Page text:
Spreadsheets in the cloud: are you feeling lucky?

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Spreadsheets in the cloud: are you feeling lucky?

Ask yourself, how much are you prepared to trust a cloud provider of spreadsheet services?

Readers with long memories may remember me dissecting various problems with Excel’s calculation methods over the years (indeed, this discussion in these hallowed pages stretches back well over a decade).
One of the leading investigators into Excel’s maths incapabilities is Bruce McCullough, now professor of decision sciences at Drexel University, Philadelphia. I can’t begin to understand the statistical tests he and his team employ, because I’m neither a statistician nor a mathematician, and I’ll confess I gave up at university at the point where I had to learn Laplace transforms. Nevertheless, I’ve communicated with Professor McCullough over the years, and I have faith he knows what he’s talking about. 
His latest paper, “Spreadsheets in the Cloud – Not Ready Yet”, goes into detail about some significant problems with various cloud-based spreadsheet packages, and compares them, where applicable, to their local-machine equivalents. The paper reveals there can be important differences in the calculations performed by desktop Excel and the Excel Web App you’ll find in Microsoft’s hosted services. 
The Microsoft Excel Web App
The most significant problem is that there are differences in the answers, which should be enough to make most people go cold at the thought. Since there’s no version control on the cloud-based service, you have absolutely no idea whether the maths that calculated your result today is even the same as the maths it used a month ago; it’s possible for a hosted web application to come up with different numbers each time. Of course, the same might be true of the exact page layout in a word-processing app, but a page-formatting bug is far less likely to prove mission-critical.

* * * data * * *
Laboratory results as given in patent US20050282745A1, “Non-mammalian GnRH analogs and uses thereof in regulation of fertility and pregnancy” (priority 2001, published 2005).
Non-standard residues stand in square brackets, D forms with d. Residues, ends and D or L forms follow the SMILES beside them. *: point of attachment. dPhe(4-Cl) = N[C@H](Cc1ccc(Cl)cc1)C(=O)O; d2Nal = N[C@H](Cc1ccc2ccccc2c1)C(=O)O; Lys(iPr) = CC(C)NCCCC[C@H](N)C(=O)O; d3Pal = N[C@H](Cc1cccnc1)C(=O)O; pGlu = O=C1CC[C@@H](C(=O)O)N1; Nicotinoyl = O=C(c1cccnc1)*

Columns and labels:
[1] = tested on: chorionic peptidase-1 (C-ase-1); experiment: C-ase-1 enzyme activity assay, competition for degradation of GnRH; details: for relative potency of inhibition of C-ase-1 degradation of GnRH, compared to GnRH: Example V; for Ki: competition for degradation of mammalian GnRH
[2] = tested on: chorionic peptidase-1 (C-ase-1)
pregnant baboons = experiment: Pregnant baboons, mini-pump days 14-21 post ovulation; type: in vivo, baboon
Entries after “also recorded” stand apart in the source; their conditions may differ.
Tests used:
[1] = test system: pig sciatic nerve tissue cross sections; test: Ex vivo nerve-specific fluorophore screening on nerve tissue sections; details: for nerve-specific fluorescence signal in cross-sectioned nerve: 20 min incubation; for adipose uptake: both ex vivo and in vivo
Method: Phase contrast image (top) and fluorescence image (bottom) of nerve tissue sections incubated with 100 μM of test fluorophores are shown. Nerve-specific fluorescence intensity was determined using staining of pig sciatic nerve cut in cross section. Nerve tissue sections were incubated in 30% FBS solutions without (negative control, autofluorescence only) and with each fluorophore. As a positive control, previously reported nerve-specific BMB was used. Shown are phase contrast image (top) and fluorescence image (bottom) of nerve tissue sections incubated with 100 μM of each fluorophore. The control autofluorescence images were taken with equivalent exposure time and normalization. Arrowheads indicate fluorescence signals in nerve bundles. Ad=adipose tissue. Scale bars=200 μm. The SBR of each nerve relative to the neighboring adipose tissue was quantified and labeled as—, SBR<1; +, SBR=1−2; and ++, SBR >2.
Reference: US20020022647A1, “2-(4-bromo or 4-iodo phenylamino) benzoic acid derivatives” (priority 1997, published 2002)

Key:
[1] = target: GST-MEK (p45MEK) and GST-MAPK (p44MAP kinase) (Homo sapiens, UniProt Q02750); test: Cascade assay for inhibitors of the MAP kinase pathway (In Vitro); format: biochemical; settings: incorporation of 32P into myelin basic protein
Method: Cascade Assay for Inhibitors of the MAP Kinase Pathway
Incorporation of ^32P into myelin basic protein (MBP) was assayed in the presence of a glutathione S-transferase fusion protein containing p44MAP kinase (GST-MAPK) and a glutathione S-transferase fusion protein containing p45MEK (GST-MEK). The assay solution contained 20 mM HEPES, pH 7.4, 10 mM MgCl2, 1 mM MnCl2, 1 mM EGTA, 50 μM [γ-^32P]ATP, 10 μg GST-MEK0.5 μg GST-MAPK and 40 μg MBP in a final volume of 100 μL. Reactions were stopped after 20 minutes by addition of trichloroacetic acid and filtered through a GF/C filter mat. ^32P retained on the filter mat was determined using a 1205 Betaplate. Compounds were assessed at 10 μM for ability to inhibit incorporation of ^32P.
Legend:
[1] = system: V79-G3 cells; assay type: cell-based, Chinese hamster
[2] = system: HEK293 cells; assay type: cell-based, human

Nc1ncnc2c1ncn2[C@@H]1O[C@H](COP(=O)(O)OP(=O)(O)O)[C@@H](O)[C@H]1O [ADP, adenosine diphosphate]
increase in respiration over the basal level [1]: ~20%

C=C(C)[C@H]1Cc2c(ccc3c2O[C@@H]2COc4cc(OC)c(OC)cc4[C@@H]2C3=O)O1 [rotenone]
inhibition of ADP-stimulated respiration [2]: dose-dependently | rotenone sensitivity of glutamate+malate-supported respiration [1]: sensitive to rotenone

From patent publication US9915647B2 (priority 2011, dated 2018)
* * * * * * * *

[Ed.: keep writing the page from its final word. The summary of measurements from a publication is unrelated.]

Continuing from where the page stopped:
I’d like to quote the final paragraph of the report: “Based on the findings, it is our understanding that the developers of cloud-based spreadsheets have not been performing basic quality control and providing sufficient documentation, and that the results of their statistical calculations cannot be trusted. Whether the user can expect the developers to correct these problems is a legitimate concern. Zoho and Google have no track record when it comes to fixing errors in spreadsheets, but the errors they have made demonstrate a complete lack of knowledge concerning the literature on the accuracy of statistical software, in particular spreadsheets. Microsoft has a long track record of failing to fix errors in the PC version of Excel, including Excel 2010 (Knüsel 2011; Mélard 2011). Whether Microsoft can fix errors in its cloud spreadsheet without having fixed errors in its PC spreadsheet we are doubtful. We leave it to the reader to decide whether other calculations performed by cloud-based spreadsheets can be trusted.”
Please read that several times, slowly, then ask yourself how much you’re prepared to trust a cloud provider of spreadsheet services. Should it really be this difficult? You might argue that only some esoteric stats functions are affected here, and that may be so, but there’s nothing to suggest it doesn’t apply to other functions, too. In any case, how would you know? Unlike a desktop app, you can’t roll back to a previous version and double-check. Are you feeling lucky, user?
This is an excerpt from an article published in the July 2013 issue of PC & Tech Authority magazine.
Copyright © PC Pro, Dennis Publishing
Copyright © PC Authority, nextmedia

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